How To Raise Kids Who Can Handle Whatever Life Throws at Them
Children are more resilient than we think.
Every time the hockey puck slips past my 13-year-old daughter and into the net during a game, my insides clench. My heart drops. It’s all I can do to keep from rushing onto the ice and giving her a big hug. Instead, I tap on the glass surrounding the rink, nod my head, and tell her it’s OK. By this time, of course, my daughter has moved on to the next play. She’s been a goalie since she was eight. If there’s one quality she’s refined over the years, it’s the ability to shake things off, learn from her mistakes, and move on. She is one of the most resilient kids I know.
Most of us have a hard time seeing our children fail. We want to rescue them from any discomfort or pain and to keep them safe and secure. But perhaps one of the biggest lessons parents need to grasp is that learning how to fail is one of the best things kids can do in order to become successful adults.
“It’s so tempting to just leap in and say, ‘I’ll fix this for you,’ when we see our children struggling,” notes Eileen Kennedy Moore, Ph.D., author of Kid Confidence: Help Your Child Make Friends, Build Resilience, and Develop Real Self-Esteem and a psychologist based in Princeton, New Jersey. “But when we step in to handle a problem that they should really learn to solve themselves, we are undermining their coping skills.”
Indeed, developing resilience is an important part of growing up. Learning how to extend yourself, even when confronted by a challenge, is key to helping children ultimately find success. Want to help your child learn to better cope for him or herself? Take a look at some common challenges children face. Think of how you can turn them into learning opportunities for all of you.
The Challenge: Your preschooler can’t solve the puzzle they’re working on.
Sure, you could sit down and put all those pieces together in less time than it takes for your coffee to brew. But when you take the initiative rather than simply guiding your child, you’ll ultimately take away her confidence, says Natasha Beck, a clinical psychologist in Los Angeles. “Stepping in and doing something for your child can lower their self-esteem. Kids have to learn how to deal with their frustration.” Instead, sit down with your child and ask her how else she might try to solve the problem. Maybe try turning the pieces in a different direction. “Ultimately, it will be a lot more rewarding when your child figures something out for herself,” adds Beck.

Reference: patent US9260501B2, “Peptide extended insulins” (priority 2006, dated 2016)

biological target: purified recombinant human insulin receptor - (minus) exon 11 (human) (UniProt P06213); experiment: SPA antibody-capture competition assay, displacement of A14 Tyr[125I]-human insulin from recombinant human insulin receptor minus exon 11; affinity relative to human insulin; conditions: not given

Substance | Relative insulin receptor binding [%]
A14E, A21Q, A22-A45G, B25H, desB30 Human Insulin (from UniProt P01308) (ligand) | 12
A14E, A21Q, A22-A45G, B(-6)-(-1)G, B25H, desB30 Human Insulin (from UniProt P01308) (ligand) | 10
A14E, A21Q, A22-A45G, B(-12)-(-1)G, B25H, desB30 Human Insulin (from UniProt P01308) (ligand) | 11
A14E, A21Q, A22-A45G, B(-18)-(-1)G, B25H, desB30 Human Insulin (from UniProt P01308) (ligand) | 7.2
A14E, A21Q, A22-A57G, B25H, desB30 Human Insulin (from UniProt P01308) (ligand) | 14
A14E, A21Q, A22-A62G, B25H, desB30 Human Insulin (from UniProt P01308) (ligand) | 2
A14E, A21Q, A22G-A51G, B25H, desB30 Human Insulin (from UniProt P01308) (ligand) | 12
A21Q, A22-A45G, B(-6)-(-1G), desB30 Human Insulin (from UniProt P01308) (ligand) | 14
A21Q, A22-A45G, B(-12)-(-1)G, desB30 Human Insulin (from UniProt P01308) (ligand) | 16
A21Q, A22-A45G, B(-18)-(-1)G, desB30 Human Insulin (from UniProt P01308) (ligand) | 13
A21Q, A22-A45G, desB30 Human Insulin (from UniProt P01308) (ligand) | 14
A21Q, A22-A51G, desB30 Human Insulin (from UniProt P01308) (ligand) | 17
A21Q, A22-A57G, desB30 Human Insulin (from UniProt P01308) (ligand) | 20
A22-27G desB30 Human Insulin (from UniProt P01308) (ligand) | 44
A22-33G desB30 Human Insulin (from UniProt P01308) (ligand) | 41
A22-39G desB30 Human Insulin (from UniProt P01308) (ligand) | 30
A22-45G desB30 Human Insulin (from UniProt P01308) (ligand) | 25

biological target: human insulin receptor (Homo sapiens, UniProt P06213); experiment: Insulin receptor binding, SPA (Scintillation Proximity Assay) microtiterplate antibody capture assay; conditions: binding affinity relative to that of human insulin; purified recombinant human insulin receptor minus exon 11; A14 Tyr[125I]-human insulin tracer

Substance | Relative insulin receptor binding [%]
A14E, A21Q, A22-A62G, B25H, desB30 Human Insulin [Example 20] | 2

The Challenge: Your son got a bad grade on his math test.
Academic challenges are part of childhood, but just telling your child to try harder won’t do much good, says Kennedy Moore. “Most kids have no idea what that really means and ultimately will resist it.” Rather, focus on the relationship between effort and success. “Give your kids many small opportunities to say they tried something and got better,” she adds. That means keeping your hands off the science fair project or overediting an essay for English class. “The goal is to help kids develop their own sense of competence. If we do everything for them, they ultimately will know the work isn’t theirs,” says Kennedy Moore.
At some point, of course, parents may need to step in and talk to a teacher about academic issues. “It can be helpful to talk to your child’s teacher about what she is seeing. A teacher is best able to explain whether this is a temporary or an ongoing situation,” says Kennedy Moore. That way, you can formulate a plan together to help reduce classroom struggles and build success.
The Challenge: Your daughter got into a blowout fight with her best friend.
It may be tempting to try to jump in and fix any friendship problems your child may have, but your best bet is to stay out of it. Ask questions, make observations, suggest possible options, and even practice some role-playing, but ultimately, your child needs to be the one who takes action. “As parents, we have to help our kids understand that conflict doesn’t have to mean the end of everything,” says Kennedy Moore. “Teach them that part of being a good friend is learning how to forgive, not necessarily just wanting to retaliate and make the conflict bigger.”